Free speech is not for the faint of heart.
Nor is it for those who are easily offended, readily intimidated or who need everything wrapped in a neat and tidy bow. Free speech is often messy, foul-mouthed, obscene, intolerant, undignified, insensitive, cantankerous, bawdy and volatile.
While free speech can also be tender, tolerant, soft-spoken, sensitive and sweet, it is free speech’s hot-blooded alter ego–the wretched, brutal, beastly Mr. Hyde to its restrained, dignified and civil Dr. Jekyll–that tests the limits of our so-called egalitarian commitment to its broad-minded principles.
Unfortunately, our appreciation for a robust freedom of speech has worn thin over the years.
Many Americans have become fearfully polite, careful to avoid offense, and largely unwilling to be labeled intolerant, hateful, closed-minded or any of the other toxic labels that carry a badge of shame today. We’ve come to prize civility over freedom. Most of all, too many Americans, held hostage by their screen devices and the talking heads on television, have lost the ability to think critically.
Societies that cherish free speech relish open debates and controversy and, in turn, produce a robust citizenry who will stand against authoritarian government. Indeed, oppressive regimes of the past have understood the value of closed-mouthed, closed-minded citizens and the power inherent in controlling speech and, thus, controlling how a people view their society and government.
We in the United States have a government with a ravenous appetite for power and a seeming desire to turn the two-way dialogue that is our constitutional republic into a one-way dictatorship. Emboldened by phrases such as “hate crimes,” “bullying,” “extremism” and “microaggressions,” the government is whittling away at free speech, confining it to carefully constructed “free speech zones,” criminalizing it when it skates too close to challenging the status quo, shaming it when it butts up against politically correct ideals, and muzzling it when it appears dangerous.
Free speech is no longer free.
Nor is free speech still considered an inalienable right or an essential liberty, even by those government entities entrusted with protecting it.
We’ve entered into an egotistical, insulated, narcissistic era in which free speech has become regulated speech: to be celebrated when it reflects the values of the majority and tolerated otherwise, unless it moves so far beyond our political, religious and socio-economic comfort zones as to be rendered dangerous and unacceptable.
Consider some of the kinds of speech being targeted for censorship or outright elimination.
Offensive, politically incorrect and “unsafe” speech: Disguised as tolerance, civility and love, political correctness has resulted in the chilling of free speech and the demonizing of viewpoints that run counter to the cultural elite. Consequently, college campuses have become hotbeds of student-led censorship, trigger warnings, microaggressions, and “red light” speech policies targeting anything that might cause someone to feel uncomfortable, unsafe or offended.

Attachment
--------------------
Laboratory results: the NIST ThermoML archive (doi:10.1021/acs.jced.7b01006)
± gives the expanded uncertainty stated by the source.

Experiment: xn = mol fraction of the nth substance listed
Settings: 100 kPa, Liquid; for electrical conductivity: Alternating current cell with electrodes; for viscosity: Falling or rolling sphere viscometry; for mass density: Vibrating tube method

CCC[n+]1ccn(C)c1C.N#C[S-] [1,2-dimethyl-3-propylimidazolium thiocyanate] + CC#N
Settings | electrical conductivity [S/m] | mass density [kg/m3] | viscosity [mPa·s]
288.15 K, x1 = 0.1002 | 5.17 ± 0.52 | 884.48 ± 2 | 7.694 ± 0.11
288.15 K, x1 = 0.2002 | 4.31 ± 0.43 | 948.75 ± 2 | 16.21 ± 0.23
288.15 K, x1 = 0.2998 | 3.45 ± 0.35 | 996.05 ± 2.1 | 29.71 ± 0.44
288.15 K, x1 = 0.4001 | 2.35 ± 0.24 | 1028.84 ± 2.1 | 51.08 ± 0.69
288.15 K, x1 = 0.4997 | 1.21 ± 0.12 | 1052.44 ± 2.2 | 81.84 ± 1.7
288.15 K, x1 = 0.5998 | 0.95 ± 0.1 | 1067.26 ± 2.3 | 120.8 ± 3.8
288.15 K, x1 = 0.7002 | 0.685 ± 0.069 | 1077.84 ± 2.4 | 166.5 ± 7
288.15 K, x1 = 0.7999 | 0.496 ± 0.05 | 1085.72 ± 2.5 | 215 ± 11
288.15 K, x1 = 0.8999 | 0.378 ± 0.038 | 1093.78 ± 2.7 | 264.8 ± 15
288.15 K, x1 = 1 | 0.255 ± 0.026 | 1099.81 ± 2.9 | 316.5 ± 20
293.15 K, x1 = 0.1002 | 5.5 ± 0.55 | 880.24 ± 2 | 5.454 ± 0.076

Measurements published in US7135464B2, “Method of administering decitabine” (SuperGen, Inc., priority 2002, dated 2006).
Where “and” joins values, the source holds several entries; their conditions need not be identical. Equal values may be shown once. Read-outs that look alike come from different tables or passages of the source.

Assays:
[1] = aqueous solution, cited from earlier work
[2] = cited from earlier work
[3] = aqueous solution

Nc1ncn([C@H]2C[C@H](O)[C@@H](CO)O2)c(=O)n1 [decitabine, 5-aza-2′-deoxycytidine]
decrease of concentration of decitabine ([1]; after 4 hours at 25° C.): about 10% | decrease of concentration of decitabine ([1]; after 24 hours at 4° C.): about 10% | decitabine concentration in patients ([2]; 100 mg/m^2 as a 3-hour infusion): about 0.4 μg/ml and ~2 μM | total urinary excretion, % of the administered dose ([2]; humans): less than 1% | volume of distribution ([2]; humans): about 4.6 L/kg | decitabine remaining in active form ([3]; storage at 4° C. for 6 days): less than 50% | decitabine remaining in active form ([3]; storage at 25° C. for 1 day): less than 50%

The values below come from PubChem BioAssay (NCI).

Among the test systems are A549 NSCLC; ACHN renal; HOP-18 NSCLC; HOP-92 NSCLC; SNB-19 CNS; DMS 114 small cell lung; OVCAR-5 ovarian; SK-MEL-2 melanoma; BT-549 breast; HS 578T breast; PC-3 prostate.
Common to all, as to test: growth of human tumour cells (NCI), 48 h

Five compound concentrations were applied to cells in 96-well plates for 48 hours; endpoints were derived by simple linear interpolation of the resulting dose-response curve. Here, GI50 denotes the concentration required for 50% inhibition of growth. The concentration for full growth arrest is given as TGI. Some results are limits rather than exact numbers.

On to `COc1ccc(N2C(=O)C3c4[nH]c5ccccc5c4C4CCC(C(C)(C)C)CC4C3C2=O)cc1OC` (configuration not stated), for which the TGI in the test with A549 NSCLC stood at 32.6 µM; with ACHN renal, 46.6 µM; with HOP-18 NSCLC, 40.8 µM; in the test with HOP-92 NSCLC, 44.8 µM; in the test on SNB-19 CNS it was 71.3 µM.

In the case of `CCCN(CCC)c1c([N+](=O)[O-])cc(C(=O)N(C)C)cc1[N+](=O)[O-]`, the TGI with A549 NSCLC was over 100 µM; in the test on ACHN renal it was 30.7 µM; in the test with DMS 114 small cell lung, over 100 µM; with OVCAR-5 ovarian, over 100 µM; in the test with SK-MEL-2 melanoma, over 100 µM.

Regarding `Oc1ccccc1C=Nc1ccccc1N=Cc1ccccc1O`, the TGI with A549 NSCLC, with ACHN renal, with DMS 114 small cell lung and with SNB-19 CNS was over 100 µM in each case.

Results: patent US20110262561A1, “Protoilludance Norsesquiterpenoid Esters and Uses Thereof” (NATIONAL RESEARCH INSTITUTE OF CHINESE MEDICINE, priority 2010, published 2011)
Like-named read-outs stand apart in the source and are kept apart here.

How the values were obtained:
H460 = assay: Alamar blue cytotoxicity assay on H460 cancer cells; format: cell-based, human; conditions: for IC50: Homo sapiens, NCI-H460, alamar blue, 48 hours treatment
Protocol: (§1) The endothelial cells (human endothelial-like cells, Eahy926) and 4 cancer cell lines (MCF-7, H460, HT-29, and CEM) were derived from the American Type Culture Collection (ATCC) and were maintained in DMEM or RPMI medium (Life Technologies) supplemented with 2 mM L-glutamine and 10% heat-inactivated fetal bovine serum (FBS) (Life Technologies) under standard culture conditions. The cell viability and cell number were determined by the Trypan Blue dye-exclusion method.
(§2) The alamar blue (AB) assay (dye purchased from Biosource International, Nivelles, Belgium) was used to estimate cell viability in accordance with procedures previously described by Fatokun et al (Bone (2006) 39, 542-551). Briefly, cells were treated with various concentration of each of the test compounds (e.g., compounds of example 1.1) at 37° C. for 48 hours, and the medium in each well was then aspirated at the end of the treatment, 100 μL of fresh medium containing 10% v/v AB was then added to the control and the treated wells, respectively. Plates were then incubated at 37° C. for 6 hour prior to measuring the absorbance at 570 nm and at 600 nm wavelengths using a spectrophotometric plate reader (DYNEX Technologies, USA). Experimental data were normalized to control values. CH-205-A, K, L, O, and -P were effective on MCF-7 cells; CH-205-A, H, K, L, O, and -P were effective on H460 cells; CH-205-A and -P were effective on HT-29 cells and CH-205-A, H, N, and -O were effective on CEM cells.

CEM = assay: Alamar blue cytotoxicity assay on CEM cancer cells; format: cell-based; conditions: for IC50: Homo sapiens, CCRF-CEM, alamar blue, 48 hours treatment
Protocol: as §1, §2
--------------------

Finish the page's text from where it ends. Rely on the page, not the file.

Bullying, intimidating speech: Warning that “school bullies become tomorrow’s hate crimes defendants,” the Justice Department has led the way in urging schools to curtail bullying, going so far as to classify “teasing” as a form of “bullying,” and “rude” or “hurtful” “text messages” as “cyberbullying.”
Hateful speech: Hate speech–speech that attacks a person or group on the basis of attributes such as gender, ethnic origin, religion, race, disability, or sexual orientation–is the primary candidate for online censorship. Corporate internet giants Google, Twitter and Facebook are in the process of determining what kinds of speech will be permitted onlineand what will be deleted.
Dangerous, anti-government speech: As part of its newly unveiled war on “extremism,” the Obama administration is partnering with the tech industry to establish a task force to counter online “propaganda” by terrorists hoping to recruit support or plan attacks. In this way, anyone who criticizes the government online is considered an extremist and will have their content reported to government agencies for further investigation or deleted.
The upshot of all of this editing, parsing, banning and silencing is the emergence of a new language, what George Orwell referred to as Newspeak, which places the power to control language in the hands of the totalitarian state. Under such a system, language becomes a weapon to change the way people think by changing the words they use. The end result is control.
In totalitarian regimes–a.k.a. police states–where conformity and compliance are enforced at the end of a loaded gun, the government dictates what words can and cannot be used. In countries where the police state hides behind a benevolent mask and disguises itself as tolerance, the citizens censor themselves, policing their words and thoughts to conform to the dictates of the mass mind lest they find themselves ostracized or placed under surveillance.
Even when the motives behind this rigidly calibrated reorientation of societal language appear well-intentioned–discouraging racism, condemning violence, denouncing discrimination and hatred–inevitably, the end result is the same: intolerance, indoctrination and infantilism.
Thus, while on paper, we are technically still free to speak, in reality, we are only as free to speak as a government official or corporate censor may allow.